Governor Mark Dayton said Saturday that he would like to use a projected budget surplus to to lower the cost of higher education.
Minnesota Public Radio reports that Dayton told about 300 college students Saturday at the Minnesota State College Student Association Leadership Summit that after the schools are paid off if there is money left over though that there will be a frenzy at the legislature about how to use the money.
The governor also outlined his priorities for the 2014 legislative session including bonding projects for both the University of Minnesota and Minnesota State Colleges and Universities systems.
Dayton says tuition and fees have increased by three times the rate of inflation over the last decade. That has Minnesota students taking out loans at one of the highest rates in the nation, with the average graduate now leaving school with nearly $30,000 in student debt.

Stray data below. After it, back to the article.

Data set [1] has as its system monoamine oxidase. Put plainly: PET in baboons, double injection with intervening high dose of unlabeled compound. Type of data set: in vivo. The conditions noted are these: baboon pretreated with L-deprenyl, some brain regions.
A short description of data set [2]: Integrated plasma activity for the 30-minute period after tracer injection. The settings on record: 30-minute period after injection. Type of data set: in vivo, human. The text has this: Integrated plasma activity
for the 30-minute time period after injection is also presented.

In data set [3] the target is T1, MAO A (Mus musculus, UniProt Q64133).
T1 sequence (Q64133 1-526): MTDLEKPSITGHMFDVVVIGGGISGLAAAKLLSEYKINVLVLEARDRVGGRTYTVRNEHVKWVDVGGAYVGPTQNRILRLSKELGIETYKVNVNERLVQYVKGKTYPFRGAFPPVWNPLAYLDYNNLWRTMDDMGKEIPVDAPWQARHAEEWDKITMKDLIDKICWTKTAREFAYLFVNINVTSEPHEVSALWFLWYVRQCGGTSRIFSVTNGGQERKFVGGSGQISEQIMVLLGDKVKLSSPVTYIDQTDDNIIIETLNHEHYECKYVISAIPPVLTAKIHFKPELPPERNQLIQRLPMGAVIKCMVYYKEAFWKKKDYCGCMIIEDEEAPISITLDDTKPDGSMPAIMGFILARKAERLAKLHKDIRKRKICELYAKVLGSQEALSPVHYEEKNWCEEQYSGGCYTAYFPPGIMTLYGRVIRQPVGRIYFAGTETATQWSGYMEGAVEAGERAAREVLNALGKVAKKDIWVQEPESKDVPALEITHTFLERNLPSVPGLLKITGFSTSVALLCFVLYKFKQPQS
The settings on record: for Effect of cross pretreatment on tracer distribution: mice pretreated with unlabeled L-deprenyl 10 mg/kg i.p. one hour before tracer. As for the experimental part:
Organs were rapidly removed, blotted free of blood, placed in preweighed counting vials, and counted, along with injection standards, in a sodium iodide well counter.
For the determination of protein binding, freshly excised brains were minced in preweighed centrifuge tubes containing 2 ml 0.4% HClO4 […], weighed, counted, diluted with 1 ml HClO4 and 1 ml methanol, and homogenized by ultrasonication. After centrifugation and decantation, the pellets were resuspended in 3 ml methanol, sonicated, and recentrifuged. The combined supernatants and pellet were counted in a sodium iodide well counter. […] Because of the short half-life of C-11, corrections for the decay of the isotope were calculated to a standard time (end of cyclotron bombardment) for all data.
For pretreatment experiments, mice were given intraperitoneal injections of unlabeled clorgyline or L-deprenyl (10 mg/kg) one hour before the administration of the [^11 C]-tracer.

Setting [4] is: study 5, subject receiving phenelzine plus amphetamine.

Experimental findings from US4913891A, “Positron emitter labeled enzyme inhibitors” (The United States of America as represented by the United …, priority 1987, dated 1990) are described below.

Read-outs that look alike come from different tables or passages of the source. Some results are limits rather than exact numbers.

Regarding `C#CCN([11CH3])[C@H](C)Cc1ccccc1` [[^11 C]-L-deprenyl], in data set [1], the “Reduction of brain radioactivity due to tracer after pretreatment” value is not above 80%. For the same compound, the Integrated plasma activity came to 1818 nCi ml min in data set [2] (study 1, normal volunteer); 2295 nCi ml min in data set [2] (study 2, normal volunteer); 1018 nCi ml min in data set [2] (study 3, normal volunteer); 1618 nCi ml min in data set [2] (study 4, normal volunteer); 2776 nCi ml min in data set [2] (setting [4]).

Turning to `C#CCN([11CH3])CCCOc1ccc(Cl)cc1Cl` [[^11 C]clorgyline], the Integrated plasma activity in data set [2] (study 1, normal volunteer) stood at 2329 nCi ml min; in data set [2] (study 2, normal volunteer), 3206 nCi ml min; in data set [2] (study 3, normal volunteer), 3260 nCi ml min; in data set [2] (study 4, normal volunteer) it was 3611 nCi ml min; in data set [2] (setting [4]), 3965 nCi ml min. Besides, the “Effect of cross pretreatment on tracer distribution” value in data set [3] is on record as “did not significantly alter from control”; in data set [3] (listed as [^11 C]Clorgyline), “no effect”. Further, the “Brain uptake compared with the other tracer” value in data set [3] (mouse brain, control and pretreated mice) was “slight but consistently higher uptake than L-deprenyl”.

Dayton says that trend isn't sustainable or fair to Minnesotans who are seeking a better future.
Dayton says by 2018, an estimated 70 percent of jobs in Minnesota will require some education beyond high school, but only 40 percent of Minnesotans hold post-secondary degrees.
Earlier this month, statistics showing the default rate on student loan debt in Minnesota had increased from 9 to 11 percent.